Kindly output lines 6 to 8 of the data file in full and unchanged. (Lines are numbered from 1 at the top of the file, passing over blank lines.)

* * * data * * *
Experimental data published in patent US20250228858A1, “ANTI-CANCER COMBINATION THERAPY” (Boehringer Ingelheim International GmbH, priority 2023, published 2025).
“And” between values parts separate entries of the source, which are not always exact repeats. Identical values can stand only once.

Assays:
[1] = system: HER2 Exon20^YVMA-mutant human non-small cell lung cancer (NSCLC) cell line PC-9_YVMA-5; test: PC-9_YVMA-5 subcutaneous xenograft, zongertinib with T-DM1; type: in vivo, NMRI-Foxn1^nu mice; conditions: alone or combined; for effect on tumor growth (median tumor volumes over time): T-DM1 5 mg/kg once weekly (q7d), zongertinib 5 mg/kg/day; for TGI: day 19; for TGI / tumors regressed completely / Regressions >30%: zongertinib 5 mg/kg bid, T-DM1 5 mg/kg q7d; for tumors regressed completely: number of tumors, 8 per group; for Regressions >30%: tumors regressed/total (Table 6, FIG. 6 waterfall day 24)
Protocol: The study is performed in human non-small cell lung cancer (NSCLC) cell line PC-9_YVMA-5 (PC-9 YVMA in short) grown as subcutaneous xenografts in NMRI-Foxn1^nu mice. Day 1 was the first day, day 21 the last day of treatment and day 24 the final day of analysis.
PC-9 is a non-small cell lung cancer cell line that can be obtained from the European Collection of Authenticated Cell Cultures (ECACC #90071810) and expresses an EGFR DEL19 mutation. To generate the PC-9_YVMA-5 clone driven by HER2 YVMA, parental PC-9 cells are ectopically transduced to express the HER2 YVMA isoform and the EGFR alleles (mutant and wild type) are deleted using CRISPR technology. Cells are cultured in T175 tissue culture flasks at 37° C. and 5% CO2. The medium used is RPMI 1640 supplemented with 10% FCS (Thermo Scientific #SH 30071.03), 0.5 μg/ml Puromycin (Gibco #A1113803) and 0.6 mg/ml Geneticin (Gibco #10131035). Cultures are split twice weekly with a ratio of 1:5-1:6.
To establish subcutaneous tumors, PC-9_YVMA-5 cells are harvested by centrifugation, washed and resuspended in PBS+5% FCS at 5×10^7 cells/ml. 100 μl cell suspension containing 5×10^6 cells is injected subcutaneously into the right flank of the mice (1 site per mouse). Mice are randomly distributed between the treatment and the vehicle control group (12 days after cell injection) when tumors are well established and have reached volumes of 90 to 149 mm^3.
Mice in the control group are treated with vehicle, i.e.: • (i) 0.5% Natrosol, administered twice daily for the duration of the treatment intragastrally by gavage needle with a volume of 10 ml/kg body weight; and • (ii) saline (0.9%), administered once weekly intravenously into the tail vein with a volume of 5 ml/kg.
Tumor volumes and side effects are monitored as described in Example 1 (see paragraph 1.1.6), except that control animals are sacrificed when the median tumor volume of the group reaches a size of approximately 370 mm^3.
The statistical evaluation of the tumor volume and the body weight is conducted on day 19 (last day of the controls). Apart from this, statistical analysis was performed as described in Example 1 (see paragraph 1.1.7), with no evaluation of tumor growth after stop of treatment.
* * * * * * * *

PC-9 is a non-small cell lung cancer cell line that can be obtained from the European Collection of Authenticated Cell Cultures (ECACC #90071810) and expresses an EGFR DEL19 mutation. To generate the PC-9_YVMA-5 clone driven by HER2 YVMA, parental PC-9 cells are ectopically transduced to express the HER2 YVMA isoform and the EGFR alleles (mutant and wild type) are deleted using CRISPR technology. Cells are cultured in T175 tissue culture flasks at 37° C. and 5% CO2. The medium used is RPMI 1640 supplemented with 10% FCS (Thermo Scientific #SH 30071.03), 0.5 μg/ml Puromycin (Gibco #A1113803) and 0.6 mg/ml Geneticin (Gibco #10131035). Cultures are split twice weekly with a ratio of 1:5-1:6.
To establish subcutaneous tumors, PC-9_YVMA-5 cells are harvested by centrifugation, washed and resuspended in PBS+5% FCS at 5×10^7 cells/ml. 100 μl cell suspension containing 5×10^6 cells is injected subcutaneously into the right flank of the mice (1 site per mouse). Mice are randomly distributed between the treatment and the vehicle control group (12 days after cell injection) when tumors are well established and have reached volumes of 90 to 149 mm^3.
Mice in the control group are treated with vehicle, i.e.: • (i) 0.5% Natrosol, administered twice daily for the duration of the treatment intragastrally by gavage needle with a volume of 10 ml/kg body weight; and • (ii) saline (0.9%), administered once weekly intravenously into the tail vein with a volume of 5 ml/kg.